What Are Your Options for an Inherited IRA?
Understand the tax and other implications when leaving IRA assets to spouse and nonspouse beneficiaries, charities, trusts, or your estate.
Owing to longer life expectancies and related long-term care costs, inheritances have flatlined in the U.S. over the past decade: Wealth transfers as a proportion of net worth dropped to 19% in 2007 from 29% in 1989. Just a tiny share of the population receives an inheritance of more than $100,000, according to a study from the Federal Reserve Bank of Cleveland.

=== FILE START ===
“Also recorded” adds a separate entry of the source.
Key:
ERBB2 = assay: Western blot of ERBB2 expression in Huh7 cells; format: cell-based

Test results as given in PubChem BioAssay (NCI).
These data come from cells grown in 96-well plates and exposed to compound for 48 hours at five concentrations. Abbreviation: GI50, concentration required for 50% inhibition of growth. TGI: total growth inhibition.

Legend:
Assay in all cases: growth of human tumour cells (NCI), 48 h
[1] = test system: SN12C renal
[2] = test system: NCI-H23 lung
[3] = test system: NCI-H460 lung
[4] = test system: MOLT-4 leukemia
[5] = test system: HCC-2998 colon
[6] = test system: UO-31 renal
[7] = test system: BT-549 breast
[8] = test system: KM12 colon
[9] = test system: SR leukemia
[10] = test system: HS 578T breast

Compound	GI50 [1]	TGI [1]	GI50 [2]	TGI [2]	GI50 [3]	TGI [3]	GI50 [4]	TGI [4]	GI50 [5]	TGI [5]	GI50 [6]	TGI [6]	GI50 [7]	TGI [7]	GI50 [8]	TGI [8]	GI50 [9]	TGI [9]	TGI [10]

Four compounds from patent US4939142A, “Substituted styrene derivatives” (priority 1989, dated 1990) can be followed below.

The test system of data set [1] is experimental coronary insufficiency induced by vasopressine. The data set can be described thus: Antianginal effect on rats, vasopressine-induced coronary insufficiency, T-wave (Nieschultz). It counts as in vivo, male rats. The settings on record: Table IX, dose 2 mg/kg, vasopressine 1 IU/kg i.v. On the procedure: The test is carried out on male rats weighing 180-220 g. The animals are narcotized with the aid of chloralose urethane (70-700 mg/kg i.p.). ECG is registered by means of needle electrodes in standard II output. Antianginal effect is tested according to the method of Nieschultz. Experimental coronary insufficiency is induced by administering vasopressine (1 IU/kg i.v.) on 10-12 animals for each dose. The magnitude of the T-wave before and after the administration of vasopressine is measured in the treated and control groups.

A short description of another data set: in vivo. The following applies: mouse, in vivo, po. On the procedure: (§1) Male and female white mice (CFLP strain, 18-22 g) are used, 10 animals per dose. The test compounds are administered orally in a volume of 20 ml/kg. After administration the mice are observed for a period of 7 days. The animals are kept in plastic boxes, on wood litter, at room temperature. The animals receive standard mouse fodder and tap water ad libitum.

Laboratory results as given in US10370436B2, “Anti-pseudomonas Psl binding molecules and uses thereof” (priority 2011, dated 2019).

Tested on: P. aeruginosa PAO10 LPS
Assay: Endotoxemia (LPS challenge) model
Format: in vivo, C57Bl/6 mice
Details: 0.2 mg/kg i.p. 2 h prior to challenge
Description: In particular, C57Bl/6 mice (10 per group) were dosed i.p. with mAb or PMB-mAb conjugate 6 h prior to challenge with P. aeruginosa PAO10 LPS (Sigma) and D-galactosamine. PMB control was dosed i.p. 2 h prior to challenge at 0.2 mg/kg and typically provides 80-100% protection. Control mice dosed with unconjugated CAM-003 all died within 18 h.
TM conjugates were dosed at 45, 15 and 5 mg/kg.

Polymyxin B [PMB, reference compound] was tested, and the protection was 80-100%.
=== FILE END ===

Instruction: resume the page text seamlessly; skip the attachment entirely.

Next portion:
Data is scant on the type of inheritances people receive: Many people receive their inheritances through the sale of real estate--often a parent's home--while others receive financial assets. As of mid-2015, 26% of U.S. households owned traditional IRA assets, while another 17% of U.S. households owned Roth IRA assets, according to data from the Investment Company Institute. It stands to reason that people who inherit financial assets--rather than property--are often inheriting IRAs.